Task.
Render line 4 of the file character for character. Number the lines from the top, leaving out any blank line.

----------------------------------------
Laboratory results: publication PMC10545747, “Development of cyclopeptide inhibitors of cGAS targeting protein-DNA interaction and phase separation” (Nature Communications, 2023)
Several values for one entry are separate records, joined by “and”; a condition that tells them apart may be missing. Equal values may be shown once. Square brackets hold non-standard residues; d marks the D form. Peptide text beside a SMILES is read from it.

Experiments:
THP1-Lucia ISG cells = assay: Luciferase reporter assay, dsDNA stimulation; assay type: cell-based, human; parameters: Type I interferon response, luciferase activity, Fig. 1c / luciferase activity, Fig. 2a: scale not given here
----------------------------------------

THP1-Lucia ISG cells = assay: Luciferase reporter assay, dsDNA stimulation; assay type: cell-based, human; parameters: Type I interferon response, luciferase activity, Fig. 1c / luciferase activity, Fig. 2a: scale not given here